The construction works for SEAT’s Zona Franca plant began on 1950 and the opening day came three years later on June 5, 1953, [bg_collapse view=”button-green” color=”#4a4949″ icon=”eye” expand_text=”Show More” collapse_text=”Show Less” ]
while in the meantime since 1951 the Spanish marque was starting preparations for setting up almost from scratch an entire supplier industry background. The first car in the marque’s history to be produced was a SEAT 1400 model that came off the production line on November 13, 1953 with licence plate ‘B-87.223’. In the following few months the plant’s production output and workforce would significally increase together with the implementation of locally made components in the production process, in order to limit imports from one part and from another part to push to the development of the almost non-existent Spanish supplier industry and meet SEAT’s assigned key role as the national car maker in restoring the Spanish economy of post–World War II Spain. By 1954 the use of Spanish-made parts had risen to 93% of the total and next year on May 5, 1955 the factory was officially opened. Nevertheless, the impact to the Spanish society could not be seen clear immediately, since the first model launched by SEAT was considered a luxury car therefore it was highly priced and still not affordable to the average Spanish consumer. Consequently, SEAT needed a second more economical model to compete against simpler inexpensive designs that appeared in the local market, like the Biscúter, which seemed to suit better to the unwealthy customers looking for a personal mean of transport in a suffering economic environment.
Until the time SEAT had the technical maturity and expertise to present its first self-developed model the SEAT 1200 Sport in 1975, in its beginnings the company had to manufacture either rebadged or restyled models borrowed from the range of its Italian partner Fiat Automobiles, or even redeveloped them according to the needs of its own range. However the first example of a SEAT exclusive derivative would arrive already on September 1963 with the launch of the SEAT 800, a car which was developed in-house by SEAT with no equivalent model in Fiat’s range on the basis of the SEAT 600 as a stretched version with 4-doors.
In 1957 SEAT founded the SEAT Training Centre in the greater Zona Franca plant area, an institution covering the training of qualified personnel and serving the needs of the automobile industry in specialized technical human resources. In that same year was launched the historical SEAT 600, which proved to be the crucial car that literally motorized Spain, being the first car for many Spanish families and becoming a symbol of the Spanish Miracle.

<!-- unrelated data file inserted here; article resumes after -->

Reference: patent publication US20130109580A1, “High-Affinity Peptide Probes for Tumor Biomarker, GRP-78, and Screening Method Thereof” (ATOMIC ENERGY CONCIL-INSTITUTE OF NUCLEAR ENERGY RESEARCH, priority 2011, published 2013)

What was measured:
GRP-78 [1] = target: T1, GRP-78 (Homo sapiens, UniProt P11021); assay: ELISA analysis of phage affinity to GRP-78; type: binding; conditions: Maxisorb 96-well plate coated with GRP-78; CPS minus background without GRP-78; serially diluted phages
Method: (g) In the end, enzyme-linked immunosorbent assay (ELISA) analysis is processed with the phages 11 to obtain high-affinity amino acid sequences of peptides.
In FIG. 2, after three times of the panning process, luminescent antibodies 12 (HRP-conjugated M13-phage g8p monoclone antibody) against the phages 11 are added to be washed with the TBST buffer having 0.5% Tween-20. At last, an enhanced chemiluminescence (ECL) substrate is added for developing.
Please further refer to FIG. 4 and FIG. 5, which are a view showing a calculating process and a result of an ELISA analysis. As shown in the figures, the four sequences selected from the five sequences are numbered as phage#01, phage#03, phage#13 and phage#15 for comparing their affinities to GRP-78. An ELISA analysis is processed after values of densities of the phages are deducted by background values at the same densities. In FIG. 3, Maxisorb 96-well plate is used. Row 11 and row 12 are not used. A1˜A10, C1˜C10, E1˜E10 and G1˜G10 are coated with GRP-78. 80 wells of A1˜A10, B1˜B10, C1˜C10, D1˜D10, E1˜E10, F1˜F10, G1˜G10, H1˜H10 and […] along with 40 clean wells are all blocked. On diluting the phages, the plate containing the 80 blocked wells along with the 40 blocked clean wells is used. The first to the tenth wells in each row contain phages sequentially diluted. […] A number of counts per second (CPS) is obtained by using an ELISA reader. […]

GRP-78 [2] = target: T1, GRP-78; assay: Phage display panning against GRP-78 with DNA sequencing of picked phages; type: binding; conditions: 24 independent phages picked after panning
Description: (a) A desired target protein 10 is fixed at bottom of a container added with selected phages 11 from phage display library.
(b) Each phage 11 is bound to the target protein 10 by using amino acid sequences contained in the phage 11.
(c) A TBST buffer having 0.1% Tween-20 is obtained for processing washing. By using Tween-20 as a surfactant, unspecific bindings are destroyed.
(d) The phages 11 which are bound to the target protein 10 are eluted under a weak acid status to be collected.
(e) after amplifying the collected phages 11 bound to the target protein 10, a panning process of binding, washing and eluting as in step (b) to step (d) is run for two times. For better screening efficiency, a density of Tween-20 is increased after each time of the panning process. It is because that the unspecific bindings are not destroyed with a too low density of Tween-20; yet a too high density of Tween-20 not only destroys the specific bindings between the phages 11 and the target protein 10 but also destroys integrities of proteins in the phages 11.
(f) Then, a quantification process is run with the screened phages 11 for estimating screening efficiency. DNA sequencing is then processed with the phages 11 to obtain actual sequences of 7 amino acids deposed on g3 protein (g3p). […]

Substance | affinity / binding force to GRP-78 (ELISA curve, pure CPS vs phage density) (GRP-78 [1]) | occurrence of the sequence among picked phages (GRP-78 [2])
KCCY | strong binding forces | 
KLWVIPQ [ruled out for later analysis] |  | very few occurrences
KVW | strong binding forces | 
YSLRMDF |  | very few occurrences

As the growth of the annual production was hitting one record after another due to the heavy demand, the economies of scale achieved would permit cutting costs and prices, subsequently renew demand and boost sales together with profits for SEAT. On June 29, 1964, the brand opened its new headquarters in Madrid, which hosted the firm’s sole — up to 1972 — general administration offices. In Barcelona was found only SEAT’s plant manager until 1973, a year when SEAT settled in Catalonia another general direction.
In 1967, fourteen years after producing cars for the domestic market, SEAT’s success was signaled by its dominant position in Spain, ahead of its major competitors, i.e. ‘FASA-Renault‘, ‘Citroën-Hispania’, Authi and Barreiros, making SEAT the Spain’s largest auto-maker in sales numbers and a wholly localized production. In that year an agreement between Fiat and the Spanish Ministry of Industry was reached so as to put an end in the restrictions over exporting SEAT cars out of Spain, a term of the original licensee contract agreed with Fiat in 1948. In exchange for that, Fiat would increase its holding in the company from 7% to 36%, and at the same time the share held by the government holding agency would be reduced from a controlling 51% to 32%. The remaining 32% was taken by the six major Spanish banks, decreased from their previous 42% share split equally in 7% parts owned by every single one of them. Although not a majority owner, Fiat now was seen to control the business: the deal also included various undertakings by Fiat to help in the growth of SEAT, and with the development of a new model (possibly the SEAT 133). On December 6, 1967, SEAT also founded its own customer financing company ‘Financiera SEAT, S.A.’ (Fiseat).
To be able to produce independently its own research projects, SEAT on November 16, 1970 came in accordance with Fiat so as to start building separate infrastructures aiming at developing new technologies. As the brand arranged in 1972 some provisional facilities in the site of the future Technical Center in Martorell and in 1973 began construction works, this goal would only take five years till 1975 to be reached with the completion of the first phase in the construction of SEAT’s Technical Center, a facility designed by the Catalan architect Josep Antoni Coderch.
During the same period, the manufacturer continued to dominate the Spanish auto market, producing 282,698 cars — more than 58% of the Spanish production total — in 1971 despite disruption that year caused by strikes and a serious flood at the coastally sited Barcelona plant. However, with just 81 cars per thousand people, Spanish car sales were seen as ripe for further growth, and SEAT faced the prospect of increased competition with other major manufacturers contemplating establishment or expansion of ‘local’ production facilities in the still heavily protected Spanish car market.